The Safari Advisor

Out of Africa (And Back Again and Again…Continued) (by Steve Brynes)

 

“Big cats, and after that, everything else,” I replied.

With that, we moved off.  A short time later, Waziri, stopped and said, “I see a cheetah sitting in the grass far off on the plain.  Let’s go near and observe.”

We approached within 20 yards of the cheetah, a beautiful female, who paid us little attention, her gaze focused on a not-too-distant pack of gazelles.

Waziri began to speak, first in hushed tones then in an increasingly excited and dramatic manner, much like an announcer of a thoroughbred horse race.

“Look at this beautiful animal. See how she stares at the gazelles.  If we continue to watch perhaps we will see a hunt.”

“She is rising, look at how she is holding her body and beginning to stalk the gazelle.  She must get within about 50 yards of its prey to have a good chance at a kill, but she is still about 100 yards away, now 70 yards away, still too far.”

“But look! She is starting to trot; the gazelle see her and are moving away.  There, she is going to full speed now, maybe 100 kilometers per hour!  She was too far away, but still she is passing some members of the pack, she is focused on a very young gazelle.  No, she will not catch the young one; she is stopping, giving up the hunt!”

We all sat back, winded, most likely from holding our breath, but winded all the same, as if we had been chasing prey.  “Let’s have a look,” Waziri said.

We pulled up within 5 yards of the cheetah.  She sat on her haunches, her chest heaving as she took huge gulps of air.  Waziri explained that although cheetahs can attain terrific speeds within a short time (standstill to top speed in an astounding 3 seconds), they do not have the stamina to go more than 200-300 yards at that pace.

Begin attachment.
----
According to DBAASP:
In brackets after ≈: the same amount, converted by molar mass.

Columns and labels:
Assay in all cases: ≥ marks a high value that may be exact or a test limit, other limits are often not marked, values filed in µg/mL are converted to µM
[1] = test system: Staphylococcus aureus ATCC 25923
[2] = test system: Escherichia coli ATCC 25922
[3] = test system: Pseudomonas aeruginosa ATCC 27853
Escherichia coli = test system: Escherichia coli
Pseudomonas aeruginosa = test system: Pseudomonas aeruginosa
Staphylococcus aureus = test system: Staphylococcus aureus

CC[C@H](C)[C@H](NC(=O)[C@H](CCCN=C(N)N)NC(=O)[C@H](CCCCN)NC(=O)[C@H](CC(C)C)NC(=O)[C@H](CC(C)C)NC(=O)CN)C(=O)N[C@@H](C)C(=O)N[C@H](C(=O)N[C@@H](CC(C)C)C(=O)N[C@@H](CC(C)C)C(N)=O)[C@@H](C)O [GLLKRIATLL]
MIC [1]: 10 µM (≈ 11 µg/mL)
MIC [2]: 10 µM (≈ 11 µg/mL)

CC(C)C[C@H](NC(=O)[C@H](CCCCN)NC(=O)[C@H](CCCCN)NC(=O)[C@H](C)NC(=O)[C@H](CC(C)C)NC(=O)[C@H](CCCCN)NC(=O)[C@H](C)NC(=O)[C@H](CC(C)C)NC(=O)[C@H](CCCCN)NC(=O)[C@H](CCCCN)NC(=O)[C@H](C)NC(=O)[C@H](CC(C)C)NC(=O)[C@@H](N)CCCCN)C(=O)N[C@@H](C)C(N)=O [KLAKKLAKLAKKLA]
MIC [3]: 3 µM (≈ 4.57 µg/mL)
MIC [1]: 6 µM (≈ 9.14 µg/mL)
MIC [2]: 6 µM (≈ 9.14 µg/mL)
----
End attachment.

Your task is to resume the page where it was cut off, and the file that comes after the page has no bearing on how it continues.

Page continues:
At dinner that night, an excellent four-course affair held in a boma (a traditional enclosure under the stars), Waziri said he wanted to show us some zebra and to expect an all-day game drive the next day.  Our destination would be the Seronera, located in the heart of the Serengeti.  An all-day drive was a departure from the usual game-drive routine of a three-hour early-morning drive and a late-afternoon drive that usually lasts past sunset, and I wondered what Waziri had up his sleeve.

The distance from the Grumeti Lodge to the Seronera is about 100 km, or 60 miles.  But given the rutted, slippery condition of the road (again, it was November, Tanzania’s short rainy season), that distance requires about 3 hours of driving. 

The roads of the Serengeti, truthfully, do not make for comfortable rides despite the robustness of safari vehicles.  On a typical drive, you will be jostled, hurled, thumped and lurched to each of the four directions of the compass and all points in between. 

But any thoughts of discomfort evaporate instantly when presented with an interesting sight, which luckily happens on a continual basis.  So along the way to the Seronera, we were diverted by the occasional warthog darting across the road from tall grass followed moments later by a skittering handful of piglets; by a strikingly beautiful Black-and-White Colobus monkey sitting practically shoulder to shoulder with hawks high atop a tree along the Grumeti River; by groups of various species of Africa’s supreme scavengers, vultures, bickering among themselves and intermittently putting on a fairly impressive show by spreading their enormous wings; and by families of giraffes who, although they preferred the road, yielded only when they realized the Land Cruiser wouldn’t.

Out of Africa (And Back Again and Again...Continued2)